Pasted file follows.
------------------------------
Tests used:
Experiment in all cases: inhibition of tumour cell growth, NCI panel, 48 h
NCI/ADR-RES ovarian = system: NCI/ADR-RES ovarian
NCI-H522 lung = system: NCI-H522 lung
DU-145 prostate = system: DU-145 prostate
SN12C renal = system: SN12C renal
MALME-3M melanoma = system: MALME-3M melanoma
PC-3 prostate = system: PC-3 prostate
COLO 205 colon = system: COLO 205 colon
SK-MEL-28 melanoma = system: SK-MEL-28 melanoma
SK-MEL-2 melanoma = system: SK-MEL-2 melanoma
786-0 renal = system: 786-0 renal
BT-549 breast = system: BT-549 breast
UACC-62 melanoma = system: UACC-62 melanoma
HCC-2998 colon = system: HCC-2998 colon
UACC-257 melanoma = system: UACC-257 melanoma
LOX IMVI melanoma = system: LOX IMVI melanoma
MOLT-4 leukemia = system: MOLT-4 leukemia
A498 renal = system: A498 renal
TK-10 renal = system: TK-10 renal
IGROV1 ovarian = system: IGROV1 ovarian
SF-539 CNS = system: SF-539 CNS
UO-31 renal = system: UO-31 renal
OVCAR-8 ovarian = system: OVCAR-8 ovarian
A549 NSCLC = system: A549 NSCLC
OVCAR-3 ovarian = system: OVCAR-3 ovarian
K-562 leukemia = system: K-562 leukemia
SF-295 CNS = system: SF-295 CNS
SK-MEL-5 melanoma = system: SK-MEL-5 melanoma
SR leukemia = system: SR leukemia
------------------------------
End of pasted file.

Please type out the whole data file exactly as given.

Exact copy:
Tests used:
Experiment in all cases: inhibition of tumour cell growth, NCI panel, 48 h
NCI/ADR-RES ovarian = system: NCI/ADR-RES ovarian
NCI-H522 lung = system: NCI-H522 lung
DU-145 prostate = system: DU-145 prostate
SN12C renal = system: SN12C renal
MALME-3M melanoma = system: MALME-3M melanoma
PC-3 prostate = system: PC-3 prostate
COLO 205 colon = system: COLO 205 colon
SK-MEL-28 melanoma = system: SK-MEL-28 melanoma
SK-MEL-2 melanoma = system: SK-MEL-2 melanoma
786-0 renal = system: 786-0 renal
BT-549 breast = system: BT-549 breast
UACC-62 melanoma = system: UACC-62 melanoma
HCC-2998 colon = system: HCC-2998 colon
UACC-257 melanoma = system: UACC-257 melanoma
LOX IMVI melanoma = system: LOX IMVI melanoma
MOLT-4 leukemia = system: MOLT-4 leukemia
A498 renal = system: A498 renal
TK-10 renal = system: TK-10 renal
IGROV1 ovarian = system: IGROV1 ovarian
SF-539 CNS = system: SF-539 CNS
UO-31 renal = system: UO-31 renal
OVCAR-8 ovarian = system: OVCAR-8 ovarian
A549 NSCLC = system: A549 NSCLC
OVCAR-3 ovarian = system: OVCAR-3 ovarian
K-562 leukemia = system: K-562 leukemia
SF-295 CNS = system: SF-295 CNS
SK-MEL-5 melanoma = system: SK-MEL-5 melanoma
SR leukemia = system: SR leukemia